COS 126

Assignment 0
Programming Assignment

The purpose of this assignment is to introduce you to programming in Java and familiarize you with the mechanics of preparing and submitting assignment solutions. Your goal this week is to learn to use DrJava for editing, compiling, and executing programs.

Hello, World.  The purpose of this step is to set up your computer for developing Java programs.

Programming.  Your job is to write four short programs on your own. We'll assume that you've already created, compiled, and executed by following the instructions in the previous part of the assignment.

  1. Modify to make a program that takes four names as command-line arguments and prints out a proper sentence with the names in the reverse of the order given, so that, for example,
    % java HiFour Alice Bob Carol Dave
    Hi Dave, Carol, Bob, and Alice. 

  2. Boolean and integer variables. Write a program that reads in three integer command-line arguments, x, y, and z. Define a boolean variable isOrdered whose value is true if the three values are either in strictly ascending order (x < y < z) or in strictly descending order (x > y > z), and false otherwise. Print out the variable isOrdered using System.out.println(isOrdered).
    % java Ordered 10 17 49
    % java Ordered 49 17 10
    % java Ordered 10 49 17

  3. Floating-point numbers and the Math library. The great circle distance is the shortest distance between two points on the surface of a sphere if you are constrained to travel along the surface. Write a program that takes four command-line arguments x1, y1, x2, and y2 (the latitude and longitude, in degrees, of two points on the surface of the earth) and prints out the great-circle distance between them (in nautical miles) using the following formula derived from the spherical law of cosines:
    Great circle distance formula
    This formula uses degrees, whereas Java's trigonometric functions use radians. Use Math.toRadians() and Math.toDegrees() to convert between the two.
    % java GreatCircle 40.35 74.65 48.87 -2.33      // Princeton to Paris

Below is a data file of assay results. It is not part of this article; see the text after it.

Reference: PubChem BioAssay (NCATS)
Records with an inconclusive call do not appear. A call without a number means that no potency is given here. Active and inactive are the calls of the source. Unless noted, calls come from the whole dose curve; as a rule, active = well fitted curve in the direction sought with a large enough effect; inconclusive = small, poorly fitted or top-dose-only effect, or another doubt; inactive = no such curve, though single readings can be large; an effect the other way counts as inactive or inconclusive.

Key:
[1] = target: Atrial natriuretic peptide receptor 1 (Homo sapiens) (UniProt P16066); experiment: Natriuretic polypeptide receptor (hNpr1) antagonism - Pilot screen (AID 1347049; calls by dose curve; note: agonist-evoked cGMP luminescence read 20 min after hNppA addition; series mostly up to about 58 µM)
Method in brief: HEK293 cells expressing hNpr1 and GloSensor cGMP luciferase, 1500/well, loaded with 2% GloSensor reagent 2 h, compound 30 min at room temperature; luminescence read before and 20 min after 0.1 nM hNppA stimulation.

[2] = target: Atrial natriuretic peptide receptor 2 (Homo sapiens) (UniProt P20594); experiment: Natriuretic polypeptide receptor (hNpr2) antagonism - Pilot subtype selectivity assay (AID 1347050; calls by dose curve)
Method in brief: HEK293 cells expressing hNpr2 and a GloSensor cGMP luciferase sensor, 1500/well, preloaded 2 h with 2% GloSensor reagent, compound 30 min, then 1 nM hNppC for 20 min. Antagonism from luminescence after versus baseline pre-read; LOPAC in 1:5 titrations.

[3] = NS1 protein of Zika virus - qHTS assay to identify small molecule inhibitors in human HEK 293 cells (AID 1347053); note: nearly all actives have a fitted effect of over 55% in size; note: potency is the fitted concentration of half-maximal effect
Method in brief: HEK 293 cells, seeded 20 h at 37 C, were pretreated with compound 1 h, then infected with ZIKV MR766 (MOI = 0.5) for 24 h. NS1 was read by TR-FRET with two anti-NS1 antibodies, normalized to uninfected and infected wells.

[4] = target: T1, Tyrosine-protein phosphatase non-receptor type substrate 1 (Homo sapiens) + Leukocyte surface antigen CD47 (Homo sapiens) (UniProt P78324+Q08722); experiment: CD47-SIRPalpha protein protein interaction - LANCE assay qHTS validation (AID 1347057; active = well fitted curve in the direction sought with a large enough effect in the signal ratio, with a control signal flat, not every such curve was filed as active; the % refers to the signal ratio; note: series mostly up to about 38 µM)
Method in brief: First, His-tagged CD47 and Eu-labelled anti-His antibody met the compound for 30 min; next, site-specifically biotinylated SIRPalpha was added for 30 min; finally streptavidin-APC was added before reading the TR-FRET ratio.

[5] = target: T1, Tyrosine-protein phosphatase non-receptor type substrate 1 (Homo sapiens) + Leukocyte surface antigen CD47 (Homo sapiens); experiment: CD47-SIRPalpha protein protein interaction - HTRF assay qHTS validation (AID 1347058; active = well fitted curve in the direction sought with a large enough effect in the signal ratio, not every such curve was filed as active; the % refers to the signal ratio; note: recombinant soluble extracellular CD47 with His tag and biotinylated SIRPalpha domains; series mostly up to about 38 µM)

3185.1779271158425 nautical miles  

  4. Type conversion.   Several different formats are used to represent color. For example, the primary format for LCD displays, digital cameras, and web pages, known as the RGB format, specifies the level of red (R), green (G), and blue (B) on an integer scale from 0 to 255. The primary format for publishing books and magazines, known as the CMYK format, specifies the level of cyan (C), magenta (M), yellow (Y), and black (K) on a real scale from 0.0 to 1.0.

    Write a program that converts RGB to CMYK. Read three integers red, green, and blue (not all zero) from the command line, and print the equivalent CMYK values using these formulas:

    RGB to CMYK formula

    Hint. Math.max(x, y) returns the maximum of x and y.

    % java RGBtoCMYK 75 0 130       // indigo
    cyan    = 0.423076923076923
    magenta = 1.0
    yellow  = 0.0
    black   = 0.4901960784313726

Writeup.  With each assignment you must submit a text file named readme.txt that is a narrative description of your work. We provide a readme.txt that you should use as a template. Download this file and answer all questions in the space provided. You will need to read the COS 126 Collaboration Policy in order to answer the related questions in your readme file.

Questionnaire.  Part of this assignment is to fill out the following brief questionnaire.

Browsing the course website.  The next part of the assignment is to browse the COS 126 website. The address is:
It is essential that you understand what's where and how to get to it.

Submitting the assignment.  The final part of the assignment is to submit,,,,, and readme.txt via the Web submission system called Dropbox. To do this, click the Assignments link from the course website; click the Submit link for that assignment; and (if you aren't already logged in) login using your OIT NetID and email password. Upload the required files, and click the Check All Submitted Files button. Your programs should compile without errors or warnings; if not, fix the problem and resubmit the appropriate files. Remember that every file you submit needs to have your name, netID, and precept number.

Getting help. If anything is unclear, don't hesitate to drop by office hours or email us. We also recommend reading the checklist, which provides some clarifications and answers to frequently asked questions.